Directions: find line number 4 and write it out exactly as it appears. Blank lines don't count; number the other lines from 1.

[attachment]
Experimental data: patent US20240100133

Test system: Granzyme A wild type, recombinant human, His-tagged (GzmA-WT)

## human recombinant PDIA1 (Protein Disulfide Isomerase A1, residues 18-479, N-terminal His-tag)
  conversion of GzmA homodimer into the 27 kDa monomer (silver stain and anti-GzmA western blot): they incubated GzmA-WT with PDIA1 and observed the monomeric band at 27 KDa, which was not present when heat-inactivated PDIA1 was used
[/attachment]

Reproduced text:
  conversion of GzmA homodimer into the 27 kDa monomer (silver stain and anti-GzmA western blot): they incubated GzmA-WT with PDIA1 and observed the monomeric band at 27 KDa, which was not present when heat-inactivated PDIA1 was used